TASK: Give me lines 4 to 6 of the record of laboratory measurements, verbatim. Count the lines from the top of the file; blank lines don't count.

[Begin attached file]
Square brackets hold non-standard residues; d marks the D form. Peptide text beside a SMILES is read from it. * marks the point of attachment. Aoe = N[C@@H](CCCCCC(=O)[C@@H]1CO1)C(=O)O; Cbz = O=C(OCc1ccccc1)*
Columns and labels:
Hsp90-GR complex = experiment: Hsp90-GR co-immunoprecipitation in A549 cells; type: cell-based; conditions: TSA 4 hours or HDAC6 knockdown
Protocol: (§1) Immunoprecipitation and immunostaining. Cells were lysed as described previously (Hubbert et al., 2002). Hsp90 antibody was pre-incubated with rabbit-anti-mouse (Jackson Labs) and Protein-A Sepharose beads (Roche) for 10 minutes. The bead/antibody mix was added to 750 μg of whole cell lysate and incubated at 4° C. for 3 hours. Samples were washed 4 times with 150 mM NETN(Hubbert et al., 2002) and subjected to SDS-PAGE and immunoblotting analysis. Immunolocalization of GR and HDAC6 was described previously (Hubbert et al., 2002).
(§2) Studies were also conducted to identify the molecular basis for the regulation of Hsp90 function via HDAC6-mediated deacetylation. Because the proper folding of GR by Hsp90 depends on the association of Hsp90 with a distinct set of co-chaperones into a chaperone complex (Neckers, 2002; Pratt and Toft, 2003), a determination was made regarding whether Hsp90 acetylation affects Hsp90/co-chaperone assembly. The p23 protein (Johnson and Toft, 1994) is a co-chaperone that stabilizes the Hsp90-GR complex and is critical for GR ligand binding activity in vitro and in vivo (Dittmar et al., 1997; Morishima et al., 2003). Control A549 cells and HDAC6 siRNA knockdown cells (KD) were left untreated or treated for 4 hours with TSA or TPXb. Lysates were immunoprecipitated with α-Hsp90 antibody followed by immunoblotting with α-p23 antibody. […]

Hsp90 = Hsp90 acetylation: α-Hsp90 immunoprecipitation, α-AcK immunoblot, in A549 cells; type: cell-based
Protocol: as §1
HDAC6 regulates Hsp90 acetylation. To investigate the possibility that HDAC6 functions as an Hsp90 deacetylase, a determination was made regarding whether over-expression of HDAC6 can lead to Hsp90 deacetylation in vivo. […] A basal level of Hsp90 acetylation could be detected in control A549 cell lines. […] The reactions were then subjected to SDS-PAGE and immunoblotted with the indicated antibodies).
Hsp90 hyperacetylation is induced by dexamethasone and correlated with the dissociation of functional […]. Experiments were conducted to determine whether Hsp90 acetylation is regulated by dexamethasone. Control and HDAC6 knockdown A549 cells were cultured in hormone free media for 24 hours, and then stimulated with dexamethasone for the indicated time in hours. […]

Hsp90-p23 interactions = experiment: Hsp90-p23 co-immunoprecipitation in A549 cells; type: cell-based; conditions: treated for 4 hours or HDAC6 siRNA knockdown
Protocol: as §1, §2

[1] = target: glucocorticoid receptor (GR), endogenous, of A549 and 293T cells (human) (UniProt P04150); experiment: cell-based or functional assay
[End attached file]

Protocol: (§1) Immunoprecipitation and immunostaining. Cells were lysed as described previously (Hubbert et al., 2002). Hsp90 antibody was pre-incubated with rabbit-anti-mouse (Jackson Labs) and Protein-A Sepharose beads (Roche) for 10 minutes. The bead/antibody mix was added to 750 μg of whole cell lysate and incubated at 4° C. for 3 hours. Samples were washed 4 times with 150 mM NETN(Hubbert et al., 2002) and subjected to SDS-PAGE and immunoblotting analysis. Immunolocalization of GR and HDAC6 was described previously (Hubbert et al., 2002).
(§2) Studies were also conducted to identify the molecular basis for the regulation of Hsp90 function via HDAC6-mediated deacetylation. Because the proper folding of GR by Hsp90 depends on the association of Hsp90 with a distinct set of co-chaperones into a chaperone complex (Neckers, 2002; Pratt and Toft, 2003), a determination was made regarding whether Hsp90 acetylation affects Hsp90/co-chaperone assembly. The p23 protein (Johnson and Toft, 1994) is a co-chaperone that stabilizes the Hsp90-GR complex and is critical for GR ligand binding activity in vitro and in vivo (Dittmar et al., 1997; Morishima et al., 2003). Control A549 cells and HDAC6 siRNA knockdown cells (KD) were left untreated or treated for 4 hours with TSA or TPXb. Lysates were immunoprecipitated with α-Hsp90 antibody followed by immunoblotting with α-p23 antibody. […]

Hsp90 = Hsp90 acetylation: α-Hsp90 immunoprecipitation, α-AcK immunoblot, in A549 cells; type: cell-based